Not only does the “AWesome” dome port alleviate focus and proportion problems but it also has several other advantages.

  1. When shooting in choppy, open ocean and getting bounced around by waves the port is buoyant enough to ride over the swells and rarely gets engulfed. This allows you to remain in a good position to continuously shoot over under and get a good even split of air and water in frame, which was a great advantage to me when shooting silky sharks at the Gardens of the Queens, Cuba. The seas were quite choppy and the action was coming thick and fast and every frame I fired was a good over/under and not and entirely engulfed “under” or left high and dry “over”.
  2. Another advantage of the buoyancy of the dome is that it pretty much supports itself in the water. This means you don’t have to lift the weight of the camera up to shoot, which usually results in the photographer sinking which makes it difficult to frame up….. and breathe!!
  3. The added lens to water line distance of this large dome means the water line remains thin and unobtrusive in the frame too. If you imagine a smaller dome the meniscus of the water line is much thicker and occupies too much frame space because it is close to the lens, it can be distracting, especially as it won’t be sharp either. I guess this point is kind of a personal thing, but I do like a nice sharp waterline.
  4. An advantageous by product of this huge port, which I didn’t consider when designing but have now discovered, is that I can use my 50mm Nikkor lens with it to create some interesting and less obvious over/under images. Such as my image “New Pennies”. It’s a shoal of 5 silver bream shot swimming just below the surface on my 50mm lens at F4.5 if I recall correctly. The fish are pin sharp but he pastel colours of the sunrise in the over part of the image are far out of focus with that dreamy, silky smooth bokeh goodness. It’s a different type of image not possible with smaller domes.
  5. And finally, the dome makes a good croc and shark shield!!! The backing plate is 8mm solid marine grade aluminium, it make you feel that bit more protected during the more sobering shoots.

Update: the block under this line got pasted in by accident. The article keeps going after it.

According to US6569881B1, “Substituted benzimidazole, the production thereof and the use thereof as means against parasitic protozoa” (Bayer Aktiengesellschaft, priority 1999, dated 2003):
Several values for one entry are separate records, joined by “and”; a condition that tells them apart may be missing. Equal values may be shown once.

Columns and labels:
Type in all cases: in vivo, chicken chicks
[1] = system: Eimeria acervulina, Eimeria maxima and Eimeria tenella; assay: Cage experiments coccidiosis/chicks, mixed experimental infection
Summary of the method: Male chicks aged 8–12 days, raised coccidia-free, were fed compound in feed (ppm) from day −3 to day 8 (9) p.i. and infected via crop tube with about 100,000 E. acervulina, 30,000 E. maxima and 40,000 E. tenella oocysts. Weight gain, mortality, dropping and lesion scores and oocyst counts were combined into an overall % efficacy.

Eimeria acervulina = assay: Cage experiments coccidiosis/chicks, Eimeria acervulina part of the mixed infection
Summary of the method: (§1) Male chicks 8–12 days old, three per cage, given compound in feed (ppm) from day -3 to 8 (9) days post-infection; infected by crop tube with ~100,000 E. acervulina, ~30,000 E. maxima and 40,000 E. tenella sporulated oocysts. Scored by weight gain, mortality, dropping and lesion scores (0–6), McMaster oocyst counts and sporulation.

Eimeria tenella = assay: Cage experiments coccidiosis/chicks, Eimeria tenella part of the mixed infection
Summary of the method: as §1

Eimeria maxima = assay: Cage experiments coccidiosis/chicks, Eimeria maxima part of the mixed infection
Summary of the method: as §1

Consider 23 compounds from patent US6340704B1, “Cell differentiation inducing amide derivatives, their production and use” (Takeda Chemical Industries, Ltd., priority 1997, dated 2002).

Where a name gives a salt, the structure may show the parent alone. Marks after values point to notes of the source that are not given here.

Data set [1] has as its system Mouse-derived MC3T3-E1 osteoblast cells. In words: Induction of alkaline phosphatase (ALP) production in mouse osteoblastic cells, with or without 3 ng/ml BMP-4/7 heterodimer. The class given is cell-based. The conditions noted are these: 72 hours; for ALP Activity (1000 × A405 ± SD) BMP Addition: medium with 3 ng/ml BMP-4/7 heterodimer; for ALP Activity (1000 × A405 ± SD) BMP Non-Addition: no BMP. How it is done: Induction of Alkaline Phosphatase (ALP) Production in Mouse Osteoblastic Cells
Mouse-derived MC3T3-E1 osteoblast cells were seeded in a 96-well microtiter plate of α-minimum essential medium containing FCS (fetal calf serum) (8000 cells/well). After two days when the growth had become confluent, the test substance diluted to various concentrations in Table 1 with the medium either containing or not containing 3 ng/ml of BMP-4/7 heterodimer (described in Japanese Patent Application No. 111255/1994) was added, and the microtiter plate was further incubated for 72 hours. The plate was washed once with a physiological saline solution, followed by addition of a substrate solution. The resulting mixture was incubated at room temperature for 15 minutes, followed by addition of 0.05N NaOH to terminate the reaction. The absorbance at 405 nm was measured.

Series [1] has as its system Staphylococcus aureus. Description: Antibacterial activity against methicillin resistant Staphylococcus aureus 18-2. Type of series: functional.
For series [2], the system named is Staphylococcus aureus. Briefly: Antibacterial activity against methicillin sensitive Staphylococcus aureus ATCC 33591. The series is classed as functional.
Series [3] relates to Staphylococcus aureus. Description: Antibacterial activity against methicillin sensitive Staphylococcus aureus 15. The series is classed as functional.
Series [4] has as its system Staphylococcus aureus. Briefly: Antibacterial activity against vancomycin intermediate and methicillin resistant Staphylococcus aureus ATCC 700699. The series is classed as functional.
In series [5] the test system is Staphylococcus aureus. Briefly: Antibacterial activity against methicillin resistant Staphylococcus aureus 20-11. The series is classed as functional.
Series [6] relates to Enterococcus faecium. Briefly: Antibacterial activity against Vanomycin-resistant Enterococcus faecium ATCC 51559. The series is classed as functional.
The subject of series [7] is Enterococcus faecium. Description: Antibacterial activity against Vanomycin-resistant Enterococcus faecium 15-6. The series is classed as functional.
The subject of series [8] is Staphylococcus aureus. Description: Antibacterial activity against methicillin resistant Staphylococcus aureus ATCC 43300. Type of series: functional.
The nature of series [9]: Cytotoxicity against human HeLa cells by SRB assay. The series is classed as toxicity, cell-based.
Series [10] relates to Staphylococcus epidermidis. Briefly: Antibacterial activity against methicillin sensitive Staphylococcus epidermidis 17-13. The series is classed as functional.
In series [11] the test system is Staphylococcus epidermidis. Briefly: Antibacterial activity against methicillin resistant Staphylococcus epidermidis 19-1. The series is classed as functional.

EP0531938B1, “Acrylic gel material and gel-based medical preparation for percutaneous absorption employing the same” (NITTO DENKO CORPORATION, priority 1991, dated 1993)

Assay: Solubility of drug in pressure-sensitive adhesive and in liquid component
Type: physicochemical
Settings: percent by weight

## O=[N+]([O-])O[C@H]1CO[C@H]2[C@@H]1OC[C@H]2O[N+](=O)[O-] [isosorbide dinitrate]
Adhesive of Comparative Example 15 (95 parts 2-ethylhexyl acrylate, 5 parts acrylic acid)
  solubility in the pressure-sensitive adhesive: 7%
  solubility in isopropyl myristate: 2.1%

I have since made several prototypes of this dome port in slightly different sizes to “fine tune” it with both Aquatica Digital and Seacam housing mounts,  Nauticam coming soon. It’s been field tested from the Arctic to the tropics with great success, if you’re interested in knowing more or even having an opportunity to play with one in the ocean, then watch this space, or flick me an email to

(matty smith photo) Sun, 05 Jun 2016 06:34:00 GMT
What housing do you use for your camera and why? Caribbean Reef SharkCaribbean Reef SharkA Caribbean reef shark patrols a colourful coral bommie. I couldn't get over the clarity of the water on this dive, I was around 26m deep when I took this shot and it looks like you could just reach out and touch the surface!!

Good water housings are always come in 2 parts; the main housing body that the camera body sits in and the lens port (short for portal) that houses the lens.

The brand of housing I use is an Aquatica.

Aquatica housings are built like bricks, they are made out of marine aluminium and they have to be. This is very important as gear gets unavoidably bashed around in marine environments; there is no getting away from that. Climbing in and out of boats, scrambling though rocks, getting tossed about in the ocean, sun exposure and sometimes extreme temperature change are all par for the course.

In addition to this, coming from an engineering manufacturing background, I have started to design and build my own camera water housings and lens ports. This allows me to customise my gear to my personal preferences.

(matty smith photo) Fri, 20 Nov 2015 08:45:00 GMT
What post-processing do you do? Violet SnailViolet SnailWhenever there are large numbers of bluebottles around these predacious snails wont be far behind. They use a raft of bubbles to float on the ocean surface in search of bluebottles and other floating hydrozoans to feed on. Should the bubble raft be burst the snail will sink to certain death in the depths below. Often these snails are found covered on barnacles too, they just hang on and come along for the ride! I shot this using a mixture of flash and slow shutter ambient light exposure, hence the sharp but blurry thing going on.

Post process is kept to a minimum, as I like my images to stay faithful to the subject. The only things that may be changed are white balance, contrast and saturation in moderation. I keep all of my wildlife photography true to subject; I’m not a big fan of over processed images, especially when trying record the natural wonders of nature.